You should dream for as long as you live – that’s what I learned today.
It’s 9: 29 PM on day 177 of my journey towards independence and I’ve managed to brush my teeth, tweet about my Clean Water For All Campaign for a few hours – two donations were made today: the first one was a $21.54 donation from @HappyOddGirl (Ruth) and the second one was a $53.85 donation from @Marie_Ang (Marie) which if my math is correct brings the total raised today to $75.39 – thanks guys 🙂 – feed myself rice and curry for lunch, spend some time with my siblings, feed myself Chapati – an unleavened flatbread – and vegetable curry for dinner and watch TV.
A lot of people have called me inspirational but today I met someone WAY more inspirational than me his name is Brennan and this is his story:
- (Photo: Capt. Gabriel Araujo swears in Brennan Daigle at Fort Polk, Louisiana. www.thefortpolkguardian.com)
Most kids might hope to get an Xbox or an iPod Touch for their 10th birthday. Brennan Daigle got a reception from a formation of soldiers, a ride in a camouflaged National Guard Humvee–and induction as an honorary member of the Army.
Since October 2009, Brennan, from Sulphur, Louisiana, has been battling embryonal rhabdomyosarcoma–a rare form of cancer in which muscular tumors attach themselves to bones, writer Rachel Reischling reports in the Fort Polk Guardian. Last month, doctors told his family there was nothing more they could do, and gave Brennan just weeks to live.
Brennan has always loved the Army. His mother had created a Facebook page–Brennan’s Brigade–to keep family and friends informed of his condition. People from around the world, including soldiers in Iraq and Afghanistan, have left comments of encouragement and support. One group of soldiers in Afghanistan posted a picture of themselves holding an American flag, and told Brennan: “We’re flying this flag in honor of you; we’re here to back you. Stay Army strong.”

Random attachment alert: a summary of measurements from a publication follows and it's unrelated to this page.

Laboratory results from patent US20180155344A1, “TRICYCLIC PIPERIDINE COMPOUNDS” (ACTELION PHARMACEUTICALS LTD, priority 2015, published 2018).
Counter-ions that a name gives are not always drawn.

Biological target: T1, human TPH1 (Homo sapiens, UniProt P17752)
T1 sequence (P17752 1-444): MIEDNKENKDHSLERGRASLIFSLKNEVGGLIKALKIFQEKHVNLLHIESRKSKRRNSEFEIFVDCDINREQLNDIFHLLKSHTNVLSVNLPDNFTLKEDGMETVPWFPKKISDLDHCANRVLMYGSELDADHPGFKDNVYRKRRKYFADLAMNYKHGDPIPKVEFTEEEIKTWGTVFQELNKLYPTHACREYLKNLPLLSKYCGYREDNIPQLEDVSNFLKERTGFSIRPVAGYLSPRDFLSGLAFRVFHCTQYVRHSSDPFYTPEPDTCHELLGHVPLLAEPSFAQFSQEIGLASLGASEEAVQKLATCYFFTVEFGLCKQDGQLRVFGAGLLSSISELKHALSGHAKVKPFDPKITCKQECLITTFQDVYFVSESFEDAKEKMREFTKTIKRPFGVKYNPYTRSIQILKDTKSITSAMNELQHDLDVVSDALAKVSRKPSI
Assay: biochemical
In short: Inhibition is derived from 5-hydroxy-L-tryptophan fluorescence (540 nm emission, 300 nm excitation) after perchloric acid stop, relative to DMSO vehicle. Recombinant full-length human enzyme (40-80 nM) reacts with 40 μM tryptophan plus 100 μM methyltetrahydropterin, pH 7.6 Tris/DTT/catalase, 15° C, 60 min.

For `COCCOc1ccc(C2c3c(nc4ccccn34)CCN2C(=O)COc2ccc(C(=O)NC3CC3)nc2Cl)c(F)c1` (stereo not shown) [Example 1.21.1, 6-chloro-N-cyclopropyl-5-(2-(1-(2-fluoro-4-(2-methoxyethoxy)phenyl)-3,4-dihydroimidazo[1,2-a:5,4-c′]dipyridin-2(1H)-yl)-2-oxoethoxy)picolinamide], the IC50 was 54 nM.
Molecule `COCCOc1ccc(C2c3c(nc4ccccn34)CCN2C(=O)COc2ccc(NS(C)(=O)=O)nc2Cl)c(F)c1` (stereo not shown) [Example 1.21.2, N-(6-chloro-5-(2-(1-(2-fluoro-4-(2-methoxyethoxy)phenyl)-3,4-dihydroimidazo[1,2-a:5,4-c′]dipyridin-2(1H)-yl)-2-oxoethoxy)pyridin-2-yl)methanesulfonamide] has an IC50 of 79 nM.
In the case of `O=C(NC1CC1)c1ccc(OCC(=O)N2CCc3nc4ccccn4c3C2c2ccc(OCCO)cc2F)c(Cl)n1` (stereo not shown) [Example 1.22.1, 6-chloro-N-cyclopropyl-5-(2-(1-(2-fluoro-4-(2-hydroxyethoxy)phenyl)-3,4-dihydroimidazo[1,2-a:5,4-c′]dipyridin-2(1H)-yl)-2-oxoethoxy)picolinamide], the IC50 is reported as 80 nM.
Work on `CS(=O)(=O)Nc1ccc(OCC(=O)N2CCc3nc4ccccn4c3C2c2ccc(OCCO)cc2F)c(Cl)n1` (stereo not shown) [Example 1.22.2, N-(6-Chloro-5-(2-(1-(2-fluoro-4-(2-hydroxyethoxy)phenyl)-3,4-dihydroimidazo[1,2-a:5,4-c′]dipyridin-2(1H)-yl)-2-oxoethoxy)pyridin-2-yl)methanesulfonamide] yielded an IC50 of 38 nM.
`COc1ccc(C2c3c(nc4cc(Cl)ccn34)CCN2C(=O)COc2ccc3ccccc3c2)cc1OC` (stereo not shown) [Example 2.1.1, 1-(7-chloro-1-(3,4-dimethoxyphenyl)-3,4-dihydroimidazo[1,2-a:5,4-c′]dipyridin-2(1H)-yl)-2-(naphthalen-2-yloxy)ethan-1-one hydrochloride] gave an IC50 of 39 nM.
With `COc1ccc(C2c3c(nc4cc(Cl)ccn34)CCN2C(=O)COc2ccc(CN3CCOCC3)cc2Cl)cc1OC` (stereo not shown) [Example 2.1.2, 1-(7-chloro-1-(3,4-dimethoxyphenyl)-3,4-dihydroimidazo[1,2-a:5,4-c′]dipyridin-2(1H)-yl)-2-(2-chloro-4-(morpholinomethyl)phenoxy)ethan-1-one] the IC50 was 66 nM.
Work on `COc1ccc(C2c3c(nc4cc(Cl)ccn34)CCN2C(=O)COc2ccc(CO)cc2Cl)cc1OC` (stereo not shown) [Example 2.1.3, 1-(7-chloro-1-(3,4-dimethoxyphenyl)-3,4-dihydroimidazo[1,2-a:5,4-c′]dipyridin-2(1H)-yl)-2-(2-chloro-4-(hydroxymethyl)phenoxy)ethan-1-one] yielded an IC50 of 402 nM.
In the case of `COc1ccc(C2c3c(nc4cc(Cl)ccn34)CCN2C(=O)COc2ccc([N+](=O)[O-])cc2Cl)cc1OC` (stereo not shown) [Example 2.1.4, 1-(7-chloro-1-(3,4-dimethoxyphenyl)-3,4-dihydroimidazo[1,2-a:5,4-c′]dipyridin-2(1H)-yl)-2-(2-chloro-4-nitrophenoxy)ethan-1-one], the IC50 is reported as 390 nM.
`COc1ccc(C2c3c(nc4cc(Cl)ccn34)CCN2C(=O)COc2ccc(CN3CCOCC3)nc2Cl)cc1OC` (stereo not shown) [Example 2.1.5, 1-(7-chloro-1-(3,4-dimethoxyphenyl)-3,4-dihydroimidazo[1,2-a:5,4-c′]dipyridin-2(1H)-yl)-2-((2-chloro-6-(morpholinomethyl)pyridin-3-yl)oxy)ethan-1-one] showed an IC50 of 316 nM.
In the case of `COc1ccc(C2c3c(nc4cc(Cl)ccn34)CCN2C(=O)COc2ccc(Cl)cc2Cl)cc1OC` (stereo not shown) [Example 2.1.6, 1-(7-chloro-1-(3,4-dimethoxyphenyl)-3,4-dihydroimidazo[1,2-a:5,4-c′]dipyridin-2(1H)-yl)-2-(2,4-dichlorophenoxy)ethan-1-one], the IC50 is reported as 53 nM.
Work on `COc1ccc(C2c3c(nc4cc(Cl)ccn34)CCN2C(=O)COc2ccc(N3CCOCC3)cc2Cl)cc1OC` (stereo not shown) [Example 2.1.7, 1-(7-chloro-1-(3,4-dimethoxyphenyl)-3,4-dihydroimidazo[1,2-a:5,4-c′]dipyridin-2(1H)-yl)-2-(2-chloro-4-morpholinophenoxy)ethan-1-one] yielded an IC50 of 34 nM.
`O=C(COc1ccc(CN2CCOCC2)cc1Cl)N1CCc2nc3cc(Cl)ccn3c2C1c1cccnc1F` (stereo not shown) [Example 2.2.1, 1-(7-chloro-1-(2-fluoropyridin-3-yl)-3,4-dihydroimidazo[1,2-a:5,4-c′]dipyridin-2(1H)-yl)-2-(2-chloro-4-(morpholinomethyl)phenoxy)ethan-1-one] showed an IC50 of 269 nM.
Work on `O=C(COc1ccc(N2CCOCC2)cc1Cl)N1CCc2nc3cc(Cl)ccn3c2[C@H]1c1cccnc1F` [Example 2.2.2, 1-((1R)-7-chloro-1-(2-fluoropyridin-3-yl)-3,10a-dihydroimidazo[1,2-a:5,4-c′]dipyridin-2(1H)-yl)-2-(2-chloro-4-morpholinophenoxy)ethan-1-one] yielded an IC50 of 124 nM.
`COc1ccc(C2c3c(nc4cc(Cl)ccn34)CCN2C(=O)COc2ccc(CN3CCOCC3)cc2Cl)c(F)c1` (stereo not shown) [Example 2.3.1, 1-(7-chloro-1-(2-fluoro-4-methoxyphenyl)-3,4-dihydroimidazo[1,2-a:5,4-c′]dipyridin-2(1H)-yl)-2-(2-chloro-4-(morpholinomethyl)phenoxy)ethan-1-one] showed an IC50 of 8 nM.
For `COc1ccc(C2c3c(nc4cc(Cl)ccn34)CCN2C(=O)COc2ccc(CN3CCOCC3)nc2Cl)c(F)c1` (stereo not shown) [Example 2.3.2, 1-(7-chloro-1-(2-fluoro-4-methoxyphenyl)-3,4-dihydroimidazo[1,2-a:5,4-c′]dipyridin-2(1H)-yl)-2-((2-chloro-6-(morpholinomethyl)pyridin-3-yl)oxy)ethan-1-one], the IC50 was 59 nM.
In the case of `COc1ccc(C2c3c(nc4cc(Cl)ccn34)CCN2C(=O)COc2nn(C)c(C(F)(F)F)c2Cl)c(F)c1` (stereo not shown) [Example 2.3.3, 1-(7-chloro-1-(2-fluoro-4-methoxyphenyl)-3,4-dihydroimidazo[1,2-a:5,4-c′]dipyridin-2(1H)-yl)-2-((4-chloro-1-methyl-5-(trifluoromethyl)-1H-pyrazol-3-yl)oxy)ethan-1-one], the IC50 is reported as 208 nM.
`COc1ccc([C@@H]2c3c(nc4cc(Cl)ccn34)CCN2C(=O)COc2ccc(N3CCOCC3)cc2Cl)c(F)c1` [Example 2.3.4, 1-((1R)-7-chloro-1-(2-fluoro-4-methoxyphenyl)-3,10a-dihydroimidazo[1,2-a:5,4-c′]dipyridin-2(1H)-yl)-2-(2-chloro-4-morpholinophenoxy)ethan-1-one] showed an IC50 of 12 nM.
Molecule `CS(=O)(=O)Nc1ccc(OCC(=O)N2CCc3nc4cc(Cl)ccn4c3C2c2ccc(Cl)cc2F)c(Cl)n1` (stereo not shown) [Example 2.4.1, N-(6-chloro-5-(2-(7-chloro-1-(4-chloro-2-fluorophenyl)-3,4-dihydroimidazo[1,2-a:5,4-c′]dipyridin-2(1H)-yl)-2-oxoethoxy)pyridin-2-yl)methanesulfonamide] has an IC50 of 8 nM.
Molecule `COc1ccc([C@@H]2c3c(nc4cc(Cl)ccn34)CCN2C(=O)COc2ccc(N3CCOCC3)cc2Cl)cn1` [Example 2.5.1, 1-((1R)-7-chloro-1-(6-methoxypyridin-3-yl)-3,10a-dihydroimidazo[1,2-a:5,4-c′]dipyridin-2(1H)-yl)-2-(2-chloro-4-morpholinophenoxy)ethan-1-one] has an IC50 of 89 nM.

Becky Prejean, who runs a charity for sick kids called Dreams Come True of Louisiana, heard about Brennan’s illness, and got in touch with his mother, Kristy Daigle. Brennan’s greatest wish, Daigle told Prejean, was to meet some soldiers in person, before his illness worsened. So the two women contacted the Fort Polk Community Relations Office, which put out a call for a few soldiers to attend Brennan’s tenth birthday on Feb. 26.
Forty showed up.
Brennan had been told he was going fishing with his father. But when he got out of his dad’s truck, he was greeted by a formation of 1st MEB soldiers, standing at attention in front of a National Guard Humvee. After a moment, they all shouted “Happy Birthday, Brennan!,” and broke into applause.
Brennan was speechless, according to his mother. “All he could do was giggle,” she said.
Brennan and his best friend Kaleb were invited to check out the Humvee, and Brennan sat behind the wheel. Then soldiers took the two boys out for a spin. Afterward, Brennan and Kaleb put their heads out the hatch on the vehicle’s roof, while the crowd snapped pictures.
But it wasn’t over. Brennan got out of the Humvee and was led to the front of the formation, where he shook hands with each soldier. He was inducted into the Army as an honorary member, then given a coin symbolizing merit and excellence, as well as a military jacket with his name on the pocket, and other Army-themed gifts.
“Brennan, you exemplify what personal courage means,” Pfc. Kamesha Starkey, 1st MEB, told him.
Finally, the mayor of Sulphur, La., gave Brennan a key to the city, and the title of Honorary Mayor of the Day.
“Words can never express what I felt seeing all those soldiers there, knowing some of them had just come back from Iraq and still took time out for just one little boy,” Kristy Daigle said. “Just to know that they care enough to give their all, to give their love and support to a little boy is phenomenal. It says so much about our men and women who serve our country in the armed forces.”
Some of the soldiers said the event helped put things in perspective for them. “It was good to be able to give back,” Pfc. Kyle Frederick said. “It opened my eyes to a lot of things: How I take my kids for granted, how lucky we are, how we complain on a day-to-day basis and we really have it good compared to others.”
As for Brennan, it took a while for his new honor to sink in. The next day, he asked his mother, “Am I really in the Army?”
“You most certainly are,” she answered. “They don’t swear in just anyone.”
“That’s awesome,” said Brennan.